We are all stakeholders in the future of the environment. We all benefit with successes in responsible natural resource stewardship, implementing sustainable practices, and protecting the integrity of ecosystems. Conversely, we all suffer with failure. No one can escape the ugly impacts of depleted resources, degraded ecosystems, or decimation of biodiversity. Fortunately it is not too late to avoid the most widespread and devastating implications of the environmental challenges facing us today, but we must act quickly and make the right choices.
Achieving a bright, sustainable future involves a good deal more than confronting scientific, management, and engineering challenges. There must be a fundamental shift in how our society sees its relationship to the wild world and a deepened appreciation for our moral and ethical obligations to one another, the planet we inhabit, and future generations. A reexamination of our values will require leadership from scholars of diverse expertise including philosophers, ethicists, historians, and social scientists.
Rapidly changing demographics in our society add another challenge. Achieving a national consensus on the importance of sustainable solutions and protection of environments requires that as many Americans as possible, of every description and background, have transformative interactions with wilderness and biodiversity, be science literature, be informed of the choices facing us and their consequences, and be incorporated into the science and engineering workforce.
This fall, ESF will welcome one of the most diverse classes of entering freshmen in its history, but this is not enough. ESF will not be content to gradually nudge its numbers up through the typical competition with sister institutions but instead will take bold steps to address the problem, not just its in-house statistics. This means developing the supply end of the pipeline; engaging with the public in Syracuse, New York city, and the nation to awaken scientific curiosity and inspire action among America’s youth so that fifteen years from now we are not having the same discussion about the need for greater societal representation in science and engineering fields.
Beyond exerting leadership in the diversification of the science workforce and the science literacy of future voting publics, ESF will seize on its fantastic ranking as the third best college in the U.S. for women majoring in STEM disciplines — science, technology, engineering, and math. One result of our forestry heritage is a continuing under-representation of women on our faculty in spite of this deserved high national ranking. As we address that legacy — and for years ESF has done so in faculty searches — we will use the authority that comes with this position to spark a national discussion of the broad issue of women in science and engineering seeking both short and long term strategies.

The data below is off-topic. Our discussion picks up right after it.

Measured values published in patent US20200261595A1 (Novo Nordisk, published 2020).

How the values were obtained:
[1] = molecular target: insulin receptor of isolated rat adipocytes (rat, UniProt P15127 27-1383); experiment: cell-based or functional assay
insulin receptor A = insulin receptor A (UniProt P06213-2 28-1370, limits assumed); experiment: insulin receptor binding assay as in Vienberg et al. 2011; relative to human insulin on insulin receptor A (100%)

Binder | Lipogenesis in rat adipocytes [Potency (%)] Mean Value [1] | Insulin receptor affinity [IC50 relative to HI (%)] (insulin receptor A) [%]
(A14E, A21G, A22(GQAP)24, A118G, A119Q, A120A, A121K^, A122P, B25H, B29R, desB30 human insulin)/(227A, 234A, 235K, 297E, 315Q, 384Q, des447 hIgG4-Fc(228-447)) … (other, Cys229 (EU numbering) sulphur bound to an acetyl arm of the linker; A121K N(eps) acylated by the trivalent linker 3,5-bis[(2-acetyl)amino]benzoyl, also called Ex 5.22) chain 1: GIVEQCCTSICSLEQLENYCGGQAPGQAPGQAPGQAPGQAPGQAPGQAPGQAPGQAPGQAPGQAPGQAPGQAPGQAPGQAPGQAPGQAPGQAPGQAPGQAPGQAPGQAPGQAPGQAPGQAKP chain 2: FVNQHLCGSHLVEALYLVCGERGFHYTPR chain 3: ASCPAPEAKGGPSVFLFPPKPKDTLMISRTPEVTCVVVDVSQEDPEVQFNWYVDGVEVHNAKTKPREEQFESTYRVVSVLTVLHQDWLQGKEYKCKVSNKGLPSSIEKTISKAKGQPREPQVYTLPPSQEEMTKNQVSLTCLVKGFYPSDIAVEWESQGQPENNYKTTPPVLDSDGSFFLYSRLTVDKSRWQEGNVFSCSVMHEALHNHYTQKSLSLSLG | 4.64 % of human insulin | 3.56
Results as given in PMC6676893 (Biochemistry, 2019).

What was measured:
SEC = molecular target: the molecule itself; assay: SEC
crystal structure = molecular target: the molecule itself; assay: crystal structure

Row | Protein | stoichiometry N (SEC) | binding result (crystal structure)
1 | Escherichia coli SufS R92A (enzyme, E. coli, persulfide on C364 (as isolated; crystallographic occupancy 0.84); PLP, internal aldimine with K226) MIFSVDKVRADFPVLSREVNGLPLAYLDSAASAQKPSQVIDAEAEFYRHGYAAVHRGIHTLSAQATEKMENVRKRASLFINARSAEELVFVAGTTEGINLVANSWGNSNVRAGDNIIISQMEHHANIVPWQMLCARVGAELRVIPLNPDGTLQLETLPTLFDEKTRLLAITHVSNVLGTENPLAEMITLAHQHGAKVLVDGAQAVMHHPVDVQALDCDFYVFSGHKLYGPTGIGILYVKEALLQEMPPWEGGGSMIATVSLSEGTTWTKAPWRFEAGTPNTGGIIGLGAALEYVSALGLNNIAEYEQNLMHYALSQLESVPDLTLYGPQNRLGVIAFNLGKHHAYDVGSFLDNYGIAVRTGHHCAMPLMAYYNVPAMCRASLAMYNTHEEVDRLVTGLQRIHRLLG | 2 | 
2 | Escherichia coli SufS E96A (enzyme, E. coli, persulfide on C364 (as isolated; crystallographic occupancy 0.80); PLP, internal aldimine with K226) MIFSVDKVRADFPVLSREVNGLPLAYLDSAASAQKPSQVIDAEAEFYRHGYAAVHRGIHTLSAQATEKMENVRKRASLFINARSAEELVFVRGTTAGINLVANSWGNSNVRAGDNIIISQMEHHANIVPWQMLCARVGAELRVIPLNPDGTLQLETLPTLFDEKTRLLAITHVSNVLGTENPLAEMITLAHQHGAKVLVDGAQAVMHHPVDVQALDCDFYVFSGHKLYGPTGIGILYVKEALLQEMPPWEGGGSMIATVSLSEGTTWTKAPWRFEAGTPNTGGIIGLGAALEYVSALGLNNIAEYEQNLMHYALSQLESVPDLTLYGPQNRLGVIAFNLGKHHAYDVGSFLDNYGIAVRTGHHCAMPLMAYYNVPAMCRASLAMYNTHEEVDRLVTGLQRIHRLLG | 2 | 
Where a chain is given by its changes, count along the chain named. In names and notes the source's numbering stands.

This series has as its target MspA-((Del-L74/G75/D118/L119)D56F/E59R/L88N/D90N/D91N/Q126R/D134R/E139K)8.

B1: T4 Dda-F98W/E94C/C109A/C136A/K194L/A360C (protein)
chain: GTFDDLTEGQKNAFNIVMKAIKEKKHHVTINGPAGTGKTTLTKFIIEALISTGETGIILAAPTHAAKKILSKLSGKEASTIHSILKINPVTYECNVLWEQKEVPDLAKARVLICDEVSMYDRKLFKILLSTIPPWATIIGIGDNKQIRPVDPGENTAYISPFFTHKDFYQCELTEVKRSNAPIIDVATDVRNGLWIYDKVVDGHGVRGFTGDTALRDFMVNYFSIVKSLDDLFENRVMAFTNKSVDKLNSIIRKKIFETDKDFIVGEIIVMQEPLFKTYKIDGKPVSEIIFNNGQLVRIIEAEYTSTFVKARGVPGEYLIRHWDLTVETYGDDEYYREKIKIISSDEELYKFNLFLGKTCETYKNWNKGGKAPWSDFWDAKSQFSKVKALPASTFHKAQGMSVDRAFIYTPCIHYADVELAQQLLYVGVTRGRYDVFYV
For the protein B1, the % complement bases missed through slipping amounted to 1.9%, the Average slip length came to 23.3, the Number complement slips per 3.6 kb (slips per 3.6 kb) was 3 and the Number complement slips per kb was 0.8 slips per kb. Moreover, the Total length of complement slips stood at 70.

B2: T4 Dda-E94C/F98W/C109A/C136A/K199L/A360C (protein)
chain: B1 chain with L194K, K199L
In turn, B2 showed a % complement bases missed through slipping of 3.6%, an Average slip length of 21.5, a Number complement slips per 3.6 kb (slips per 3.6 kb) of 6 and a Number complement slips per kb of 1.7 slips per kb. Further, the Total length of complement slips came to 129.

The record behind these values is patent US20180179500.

In order to succeed in sustaining biological diversity, we must cultivate, too, diverse voices in the search for answers to environmental problems. Expecting a public that neither understands science nor feels a personal attachment to the wild world to make the hard decisions necessary for success is naïve. And expecting the public at large to adequately support a science and engineering enterprise in which they do not see opportunities for themselves or their children is similarly unrealistic. This all means that ESF must blaze a decidedly untraditional trail that transcends long established boundaries between disciplines and that blurs the distinction between ivory tower discovery and main street engagement.
The concept of strength and adaptability through diversity is a fundamental truth in evolutionary biology and ecology. We must now extend that basic understanding to include the science workforce and a welcomed and involved public.